Crackdown on Cuba Travel Prompts Tour Operators to Make Changes
The Trump administration's decision to ban commercial flights from the U.S. to Cuban destinations other than Havana could cause complications for tour operators. However, where needed, operators will have the option to use charter flights as an alternative.
The latest restrictions, which take effect during the second week of December, will put an end to daily American Airlines flights from Miami to the Cuban cities of Camaguey, Hoguin, Santa Clara, Santiago and Varadero. JetBlue will end flights from Fort Lauderdale to Camaguey, Holguin and Santa Clara.
In a letter requesting the Department of Transportation to issue the new rules, secretary of state Mike Pompeo wrote that the purpose of restrictions is to strengthen the economic consequences of the Cuban government's "ongoing repression of the Cuban people and its support for Nicholas Maduro in Venezuela."
The restrictions don't directly affect all Cuba tour operators. For example, Cuba Candela flies its clients in and out of Havana only, said CEO Chad Olin.
But the new rules will force sister tour operators InsightCuba and Friendly Planet to make adjustments, said InsightCuba president Tom Popper. In the past few months, he explained, Friendly Planet’s "Captivating Cuba" tour and InsightCuba's "Classic Cuba" tour began departing Cuba from the north central city of Santa Clara. Now those itineraries will go back to using departure flights from Havana. As a result, guests will leave Cienfuegos on the last day of the tour to head back to Havana for the return flight.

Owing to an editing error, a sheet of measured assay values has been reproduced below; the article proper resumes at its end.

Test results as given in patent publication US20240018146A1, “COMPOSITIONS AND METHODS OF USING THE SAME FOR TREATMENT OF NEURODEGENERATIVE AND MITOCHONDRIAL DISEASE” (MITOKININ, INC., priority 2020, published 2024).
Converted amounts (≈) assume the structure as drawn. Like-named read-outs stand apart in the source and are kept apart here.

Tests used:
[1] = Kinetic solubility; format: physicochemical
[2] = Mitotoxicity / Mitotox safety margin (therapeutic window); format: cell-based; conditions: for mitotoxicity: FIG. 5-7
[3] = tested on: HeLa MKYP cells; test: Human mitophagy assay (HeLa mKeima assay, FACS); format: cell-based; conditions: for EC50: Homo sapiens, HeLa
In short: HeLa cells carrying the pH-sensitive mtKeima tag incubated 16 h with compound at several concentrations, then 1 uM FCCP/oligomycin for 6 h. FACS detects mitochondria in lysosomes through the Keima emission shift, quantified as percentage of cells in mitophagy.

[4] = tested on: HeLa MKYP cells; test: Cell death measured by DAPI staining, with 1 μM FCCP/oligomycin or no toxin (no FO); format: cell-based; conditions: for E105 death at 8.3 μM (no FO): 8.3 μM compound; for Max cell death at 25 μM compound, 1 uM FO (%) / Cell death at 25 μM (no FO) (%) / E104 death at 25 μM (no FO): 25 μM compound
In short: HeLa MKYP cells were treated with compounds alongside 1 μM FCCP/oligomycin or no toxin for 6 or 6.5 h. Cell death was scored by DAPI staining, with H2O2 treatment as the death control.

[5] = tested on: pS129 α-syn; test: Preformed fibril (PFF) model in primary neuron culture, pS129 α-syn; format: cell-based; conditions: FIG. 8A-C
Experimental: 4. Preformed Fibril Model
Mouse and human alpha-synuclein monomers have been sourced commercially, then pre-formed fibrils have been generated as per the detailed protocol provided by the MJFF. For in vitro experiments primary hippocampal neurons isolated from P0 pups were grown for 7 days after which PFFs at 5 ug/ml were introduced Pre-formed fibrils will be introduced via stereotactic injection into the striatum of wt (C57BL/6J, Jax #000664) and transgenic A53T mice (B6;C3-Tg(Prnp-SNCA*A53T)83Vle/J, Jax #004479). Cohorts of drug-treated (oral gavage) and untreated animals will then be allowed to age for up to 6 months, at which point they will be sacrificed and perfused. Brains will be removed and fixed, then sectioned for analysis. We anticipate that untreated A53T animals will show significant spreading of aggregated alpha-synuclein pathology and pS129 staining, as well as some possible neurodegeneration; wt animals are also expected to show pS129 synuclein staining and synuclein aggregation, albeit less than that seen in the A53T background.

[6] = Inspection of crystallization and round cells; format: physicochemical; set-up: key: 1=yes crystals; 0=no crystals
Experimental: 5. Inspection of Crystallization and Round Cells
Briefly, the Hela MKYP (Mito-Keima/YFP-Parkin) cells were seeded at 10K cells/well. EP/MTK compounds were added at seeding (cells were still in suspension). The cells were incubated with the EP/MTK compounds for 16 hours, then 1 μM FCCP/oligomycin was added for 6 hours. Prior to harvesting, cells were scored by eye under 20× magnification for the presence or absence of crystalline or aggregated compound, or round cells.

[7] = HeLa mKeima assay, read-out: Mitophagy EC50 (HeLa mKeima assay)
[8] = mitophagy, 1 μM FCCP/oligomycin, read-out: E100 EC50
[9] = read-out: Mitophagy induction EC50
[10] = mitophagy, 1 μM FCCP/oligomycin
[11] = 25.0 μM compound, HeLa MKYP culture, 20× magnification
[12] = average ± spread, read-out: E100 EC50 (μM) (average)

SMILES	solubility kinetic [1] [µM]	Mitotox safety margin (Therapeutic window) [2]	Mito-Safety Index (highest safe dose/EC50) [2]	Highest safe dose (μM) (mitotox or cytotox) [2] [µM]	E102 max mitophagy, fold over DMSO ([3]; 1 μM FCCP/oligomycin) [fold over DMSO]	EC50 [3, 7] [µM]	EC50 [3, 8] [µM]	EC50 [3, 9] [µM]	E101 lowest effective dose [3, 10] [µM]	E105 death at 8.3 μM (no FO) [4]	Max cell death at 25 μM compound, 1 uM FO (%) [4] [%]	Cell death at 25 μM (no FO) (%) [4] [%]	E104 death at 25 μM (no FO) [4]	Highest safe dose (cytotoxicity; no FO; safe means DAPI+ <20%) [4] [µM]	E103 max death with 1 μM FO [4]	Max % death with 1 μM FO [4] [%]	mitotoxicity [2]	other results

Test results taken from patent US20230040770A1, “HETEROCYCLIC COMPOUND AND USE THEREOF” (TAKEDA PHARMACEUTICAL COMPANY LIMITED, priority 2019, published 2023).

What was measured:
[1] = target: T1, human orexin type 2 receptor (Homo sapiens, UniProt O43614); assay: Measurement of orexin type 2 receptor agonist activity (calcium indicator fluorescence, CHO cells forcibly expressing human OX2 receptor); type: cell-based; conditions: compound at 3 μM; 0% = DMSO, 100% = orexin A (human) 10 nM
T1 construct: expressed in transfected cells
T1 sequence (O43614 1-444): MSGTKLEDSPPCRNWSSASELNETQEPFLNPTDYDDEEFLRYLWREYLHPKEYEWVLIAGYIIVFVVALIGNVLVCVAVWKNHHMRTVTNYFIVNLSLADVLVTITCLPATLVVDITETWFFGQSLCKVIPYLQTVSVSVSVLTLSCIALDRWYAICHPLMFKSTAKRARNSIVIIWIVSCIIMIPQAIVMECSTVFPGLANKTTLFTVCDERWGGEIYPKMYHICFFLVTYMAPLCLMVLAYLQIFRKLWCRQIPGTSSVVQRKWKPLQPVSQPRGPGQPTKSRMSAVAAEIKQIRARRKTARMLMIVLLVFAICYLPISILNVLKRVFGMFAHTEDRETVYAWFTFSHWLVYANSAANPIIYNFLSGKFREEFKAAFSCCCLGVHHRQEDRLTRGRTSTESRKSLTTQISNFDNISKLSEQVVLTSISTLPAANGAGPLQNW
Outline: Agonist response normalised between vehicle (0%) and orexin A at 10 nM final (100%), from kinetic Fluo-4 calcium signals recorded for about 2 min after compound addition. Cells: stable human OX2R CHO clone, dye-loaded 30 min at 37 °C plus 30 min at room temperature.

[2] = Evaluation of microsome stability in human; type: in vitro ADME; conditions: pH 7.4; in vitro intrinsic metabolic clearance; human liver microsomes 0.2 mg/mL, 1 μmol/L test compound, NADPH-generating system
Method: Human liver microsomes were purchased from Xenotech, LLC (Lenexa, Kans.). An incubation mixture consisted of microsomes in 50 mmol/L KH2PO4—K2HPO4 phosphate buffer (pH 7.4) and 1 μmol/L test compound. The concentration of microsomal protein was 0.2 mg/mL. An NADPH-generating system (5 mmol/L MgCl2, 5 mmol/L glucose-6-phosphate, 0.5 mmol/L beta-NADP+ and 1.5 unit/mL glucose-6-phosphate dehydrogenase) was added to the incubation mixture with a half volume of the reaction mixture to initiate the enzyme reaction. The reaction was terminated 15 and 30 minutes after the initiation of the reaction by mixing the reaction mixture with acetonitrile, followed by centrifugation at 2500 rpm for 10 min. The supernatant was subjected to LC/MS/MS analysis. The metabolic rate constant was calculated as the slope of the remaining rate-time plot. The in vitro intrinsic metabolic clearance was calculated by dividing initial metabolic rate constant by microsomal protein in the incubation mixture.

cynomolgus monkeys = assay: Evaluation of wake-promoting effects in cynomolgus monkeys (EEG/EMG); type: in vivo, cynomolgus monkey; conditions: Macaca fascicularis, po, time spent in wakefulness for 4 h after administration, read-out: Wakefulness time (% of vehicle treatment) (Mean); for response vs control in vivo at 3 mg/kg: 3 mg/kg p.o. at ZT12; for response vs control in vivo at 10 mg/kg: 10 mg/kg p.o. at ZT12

Another InsightCuba tour, "Undiscovered Cuba," departs the island from the eastern city of Holguin, which is much farther from Havana than is Santa Clara. For that itinerary, the company is looking into replacing commercial air service with charter service, Popper said.
Prior to the decision by the Obama administration to restore commercial flights between the U.S. and Cuba in 2016, all flights between the two countries were operated via charter.
The onset of commercial service put an end to many of those charter flights. Now, charters could have a resurgence to satisfy demand for travel by Cuban-Americans to secondary Cuban markets, said John Kavulich, president of the U.S.-Cuba Trade and Economic Council.
While charter flights will remain available, there will be inconveniences. Charter operations to Cuba, Kavulich said, are more expensive than commercial flights. And the operators historically haven't accepted credit cards.
Other inconveniences include the inability to check luggage through to a final destination, lack of access to frequent-flyer programs and flight schedules that aren't as likely to be synchronized as they would be with a commercial carrier selling single-itinerary travel.
Source: Travel Weekly